For 15 seasons, I have been a dispatcher. My "vision" of the fire situation was very different from that of you on the fire ground. I experienced the course of events more like reading a book, while those on the front line watched the film. Much of my experience has been composed (rightly or wrongly) in my mind. Plots included things like plane crashes with bodies still in the cockpit, fires threatening homes and communities, a corpse in a garbage bag found on a dirt road in the middle of the desert, and the scanner communications with agents practicing for future operations (possibly even Ruby Ridge). Each time, I invented imagery. Whoever says that sending is easy has never done it.
I am not diminishing the life at stake. I emphasize the fact that dispatching is not part of the fire suppression operations which must be taken lightly. There are reasons why air traffic controllers retire at age 55 and first responders dispatchers (including forest fire dispatchers) tend to burn out and move on to other occupations .
The breakdown of costs on me will only be known in the summer of 2001 (two years after leaving two weeks in the season due to a dispute with a supervisor). It will be this summer that I realized that I have PTSD and will never be transporting again.
When I quit smoking in 1999, I thought fire was part of my past. When fires raged in the West and presidential visits were the norm in 2000, I asked my former FMO to say a good word to me at NIFC. I had the opportunity to work in the returns warehouse. When the time came for me to introduce myself, I suffered panic attacks and I refused work. It was too early.
Later that year, I applied for a job in BLM Fire Training and became a staff member. It was not a fire job per se, but I still had some anxiety that I dismissed as problems with a co-worker. It was part of the problem, but there was something more.
After six months of work on the aircraft dispatcher course, I contacted the Boise district BLM and asked them if they needed help. They knew me and told me my story and put me on the phone. Easy pease, right? No! They broke up a Type 2 team and threw me into a wider spread. They knew that I was a good dispatcher with extensive qualifications. I did a shift.
Later that summer, the deputy director of the BLM center at the National Center for Interagency Coordination (NICC) convinced me to try a change. He was the subject matter expert of the aircraft dispatcher course, knew my job as a dispatcher and would be there to help. The stress was so great that I developed tennis and the golfer's elbow on the same arm. I left my laspe qualifications, handed my red card and I never worked again.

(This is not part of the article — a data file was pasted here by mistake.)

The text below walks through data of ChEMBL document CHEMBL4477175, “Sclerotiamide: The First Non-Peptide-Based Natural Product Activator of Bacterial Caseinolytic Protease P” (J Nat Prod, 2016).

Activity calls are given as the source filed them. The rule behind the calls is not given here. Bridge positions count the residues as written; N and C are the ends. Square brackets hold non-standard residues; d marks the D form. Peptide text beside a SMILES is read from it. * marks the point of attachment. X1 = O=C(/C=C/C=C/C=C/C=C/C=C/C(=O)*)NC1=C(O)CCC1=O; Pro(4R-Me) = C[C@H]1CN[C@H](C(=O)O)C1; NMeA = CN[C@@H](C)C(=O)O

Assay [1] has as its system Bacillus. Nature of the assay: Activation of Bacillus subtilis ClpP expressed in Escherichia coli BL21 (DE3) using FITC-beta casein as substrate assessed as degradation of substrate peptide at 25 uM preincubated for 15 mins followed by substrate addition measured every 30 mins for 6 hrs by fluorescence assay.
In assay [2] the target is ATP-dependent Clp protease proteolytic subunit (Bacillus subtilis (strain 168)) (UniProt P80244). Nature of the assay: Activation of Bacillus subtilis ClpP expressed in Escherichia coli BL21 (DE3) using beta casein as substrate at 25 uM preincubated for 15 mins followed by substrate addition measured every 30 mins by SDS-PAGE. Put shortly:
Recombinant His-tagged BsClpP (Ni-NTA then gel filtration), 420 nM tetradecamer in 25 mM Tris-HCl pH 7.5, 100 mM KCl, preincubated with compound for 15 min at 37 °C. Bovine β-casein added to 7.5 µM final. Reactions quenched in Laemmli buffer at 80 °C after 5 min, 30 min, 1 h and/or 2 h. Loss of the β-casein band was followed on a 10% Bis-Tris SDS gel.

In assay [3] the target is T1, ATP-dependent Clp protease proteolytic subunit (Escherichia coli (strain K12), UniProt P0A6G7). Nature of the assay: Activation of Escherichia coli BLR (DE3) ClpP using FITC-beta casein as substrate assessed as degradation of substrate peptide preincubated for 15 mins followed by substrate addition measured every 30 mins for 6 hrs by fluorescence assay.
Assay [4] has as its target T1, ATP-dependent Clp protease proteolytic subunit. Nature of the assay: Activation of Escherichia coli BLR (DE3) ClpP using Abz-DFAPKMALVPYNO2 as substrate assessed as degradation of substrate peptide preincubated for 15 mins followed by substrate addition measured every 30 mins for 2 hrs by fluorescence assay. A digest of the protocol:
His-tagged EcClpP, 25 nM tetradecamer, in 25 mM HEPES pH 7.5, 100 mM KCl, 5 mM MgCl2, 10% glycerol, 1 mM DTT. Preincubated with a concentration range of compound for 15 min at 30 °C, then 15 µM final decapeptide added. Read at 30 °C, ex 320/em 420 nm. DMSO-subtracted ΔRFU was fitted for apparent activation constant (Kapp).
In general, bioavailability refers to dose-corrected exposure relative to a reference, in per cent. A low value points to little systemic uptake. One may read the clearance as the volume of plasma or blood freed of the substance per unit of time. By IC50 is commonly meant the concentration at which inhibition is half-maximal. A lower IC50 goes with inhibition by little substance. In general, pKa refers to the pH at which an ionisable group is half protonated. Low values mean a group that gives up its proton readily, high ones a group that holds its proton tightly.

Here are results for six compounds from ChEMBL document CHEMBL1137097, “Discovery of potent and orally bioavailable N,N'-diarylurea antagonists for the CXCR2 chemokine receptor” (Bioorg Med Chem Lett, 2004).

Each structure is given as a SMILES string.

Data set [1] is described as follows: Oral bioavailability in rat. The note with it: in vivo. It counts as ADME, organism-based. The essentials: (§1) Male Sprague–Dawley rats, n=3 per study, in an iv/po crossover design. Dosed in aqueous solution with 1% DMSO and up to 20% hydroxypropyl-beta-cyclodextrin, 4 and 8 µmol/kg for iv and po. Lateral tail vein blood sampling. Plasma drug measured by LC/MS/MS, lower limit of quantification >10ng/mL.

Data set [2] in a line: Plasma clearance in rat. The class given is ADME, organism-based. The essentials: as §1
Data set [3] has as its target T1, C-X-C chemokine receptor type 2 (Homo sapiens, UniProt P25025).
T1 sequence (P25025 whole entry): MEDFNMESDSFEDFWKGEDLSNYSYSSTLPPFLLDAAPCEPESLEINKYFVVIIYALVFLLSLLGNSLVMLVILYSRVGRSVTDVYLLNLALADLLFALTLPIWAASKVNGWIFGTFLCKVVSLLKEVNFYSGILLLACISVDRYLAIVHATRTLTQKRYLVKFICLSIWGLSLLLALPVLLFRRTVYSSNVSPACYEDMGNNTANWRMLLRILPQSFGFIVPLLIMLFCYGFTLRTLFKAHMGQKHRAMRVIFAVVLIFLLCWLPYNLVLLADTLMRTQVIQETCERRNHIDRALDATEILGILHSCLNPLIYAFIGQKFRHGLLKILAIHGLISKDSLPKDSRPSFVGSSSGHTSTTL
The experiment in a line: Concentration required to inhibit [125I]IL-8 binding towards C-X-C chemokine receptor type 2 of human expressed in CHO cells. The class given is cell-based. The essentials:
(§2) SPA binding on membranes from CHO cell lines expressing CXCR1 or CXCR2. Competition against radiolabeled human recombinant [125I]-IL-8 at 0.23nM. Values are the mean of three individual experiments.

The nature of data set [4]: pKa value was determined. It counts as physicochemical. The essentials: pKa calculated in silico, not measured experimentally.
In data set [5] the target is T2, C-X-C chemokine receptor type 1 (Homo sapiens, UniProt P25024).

I don't tell my story out of pity. I'm telling my story because post-tramatic stress disorder (PTSD) is real. Firefighters and wilderness supporters live many small events and a few large events that multiply. We are the first responders. The accumulated stress manifests itself unexpectedly. I'm here to say, "I'm fine." We are human and experience "tricks".
Please take the time to take care of yourself and consult with the team members. Make sure you don't ignore the effects of the things you are going through. It's good to take a break, get away if you have to.
I miss the adenaline of the expedition and the help with fire suppression operations. Fortunately, I never gave up my career in the fire. I'm arriving for my 19th birthday at NIFC. I have found a way to contribute and make a difference in the lives of those who are online. My time with BLM Fire Training and the Wildland Fire Leadership Development Program changed my life and flourished.
Here are a few more years of our time together! We can make a difference together, whether on or off the line of fire.
Pam McDonald is a writer and editor for BLM Wildland Fire Training and Workforce Development and a member of the NWCG Leadership Subcommittee. The expressions are those of the author.